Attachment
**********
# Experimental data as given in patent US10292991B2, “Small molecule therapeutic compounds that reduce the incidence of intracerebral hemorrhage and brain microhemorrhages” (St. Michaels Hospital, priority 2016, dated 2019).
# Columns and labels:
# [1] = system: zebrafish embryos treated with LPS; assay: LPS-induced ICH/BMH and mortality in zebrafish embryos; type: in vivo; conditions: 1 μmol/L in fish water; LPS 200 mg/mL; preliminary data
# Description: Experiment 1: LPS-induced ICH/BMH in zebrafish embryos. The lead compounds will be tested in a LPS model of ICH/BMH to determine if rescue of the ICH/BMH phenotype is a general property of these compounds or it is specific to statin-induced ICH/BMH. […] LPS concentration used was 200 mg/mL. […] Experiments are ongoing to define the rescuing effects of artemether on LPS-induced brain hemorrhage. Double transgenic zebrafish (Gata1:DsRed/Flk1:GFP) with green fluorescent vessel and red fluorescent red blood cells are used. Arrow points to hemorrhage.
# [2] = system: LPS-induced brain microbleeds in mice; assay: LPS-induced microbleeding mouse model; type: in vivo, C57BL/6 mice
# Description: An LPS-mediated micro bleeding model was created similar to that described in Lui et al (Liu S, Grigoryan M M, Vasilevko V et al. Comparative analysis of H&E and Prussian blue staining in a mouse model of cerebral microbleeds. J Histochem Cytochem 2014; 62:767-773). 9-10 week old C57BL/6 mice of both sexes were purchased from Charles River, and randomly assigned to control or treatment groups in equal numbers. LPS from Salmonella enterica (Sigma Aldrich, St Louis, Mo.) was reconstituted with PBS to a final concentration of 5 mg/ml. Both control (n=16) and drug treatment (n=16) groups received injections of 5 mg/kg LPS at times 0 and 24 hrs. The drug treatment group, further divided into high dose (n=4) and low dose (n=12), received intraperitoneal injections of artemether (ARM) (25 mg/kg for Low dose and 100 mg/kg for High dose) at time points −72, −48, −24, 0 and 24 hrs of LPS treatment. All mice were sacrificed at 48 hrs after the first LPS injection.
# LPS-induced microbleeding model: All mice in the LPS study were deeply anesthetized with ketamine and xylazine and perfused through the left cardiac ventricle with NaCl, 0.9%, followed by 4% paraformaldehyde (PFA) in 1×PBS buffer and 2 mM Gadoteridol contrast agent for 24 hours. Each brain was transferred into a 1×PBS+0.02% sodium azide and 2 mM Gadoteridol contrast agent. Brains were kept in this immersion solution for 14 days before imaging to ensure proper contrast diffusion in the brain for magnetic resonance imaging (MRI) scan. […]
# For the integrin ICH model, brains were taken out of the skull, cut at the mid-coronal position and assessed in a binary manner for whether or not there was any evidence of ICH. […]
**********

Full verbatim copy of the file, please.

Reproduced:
# Experimental data as given in patent US10292991B2, “Small molecule therapeutic compounds that reduce the incidence of intracerebral hemorrhage and brain microhemorrhages” (St. Michaels Hospital, priority 2016, dated 2019).
# Columns and labels:
# [1] = system: zebrafish embryos treated with LPS; assay: LPS-induced ICH/BMH and mortality in zebrafish embryos; type: in vivo; conditions: 1 μmol/L in fish water; LPS 200 mg/mL; preliminary data
# Description: Experiment 1: LPS-induced ICH/BMH in zebrafish embryos. The lead compounds will be tested in a LPS model of ICH/BMH to determine if rescue of the ICH/BMH phenotype is a general property of these compounds or it is specific to statin-induced ICH/BMH. […] LPS concentration used was 200 mg/mL. […] Experiments are ongoing to define the rescuing effects of artemether on LPS-induced brain hemorrhage. Double transgenic zebrafish (Gata1:DsRed/Flk1:GFP) with green fluorescent vessel and red fluorescent red blood cells are used. Arrow points to hemorrhage.
# [2] = system: LPS-induced brain microbleeds in mice; assay: LPS-induced microbleeding mouse model; type: in vivo, C57BL/6 mice
# Description: An LPS-mediated micro bleeding model was created similar to that described in Lui et al (Liu S, Grigoryan M M, Vasilevko V et al. Comparative analysis of H&E and Prussian blue staining in a mouse model of cerebral microbleeds. J Histochem Cytochem 2014; 62:767-773). 9-10 week old C57BL/6 mice of both sexes were purchased from Charles River, and randomly assigned to control or treatment groups in equal numbers. LPS from Salmonella enterica (Sigma Aldrich, St Louis, Mo.) was reconstituted with PBS to a final concentration of 5 mg/ml. Both control (n=16) and drug treatment (n=16) groups received injections of 5 mg/kg LPS at times 0 and 24 hrs. The drug treatment group, further divided into high dose (n=4) and low dose (n=12), received intraperitoneal injections of artemether (ARM) (25 mg/kg for Low dose and 100 mg/kg for High dose) at time points −72, −48, −24, 0 and 24 hrs of LPS treatment. All mice were sacrificed at 48 hrs after the first LPS injection.
# LPS-induced microbleeding model: All mice in the LPS study were deeply anesthetized with ketamine and xylazine and perfused through the left cardiac ventricle with NaCl, 0.9%, followed by 4% paraformaldehyde (PFA) in 1×PBS buffer and 2 mM Gadoteridol contrast agent for 24 hours. Each brain was transferred into a 1×PBS+0.02% sodium azide and 2 mM Gadoteridol contrast agent. Brains were kept in this immersion solution for 14 days before imaging to ensure proper contrast diffusion in the brain for magnetic resonance imaging (MRI) scan. […]
# For the integrin ICH model, brains were taken out of the skull, cut at the mid-coronal position and assessed in a binary manner for whether or not there was any evidence of ICH. […]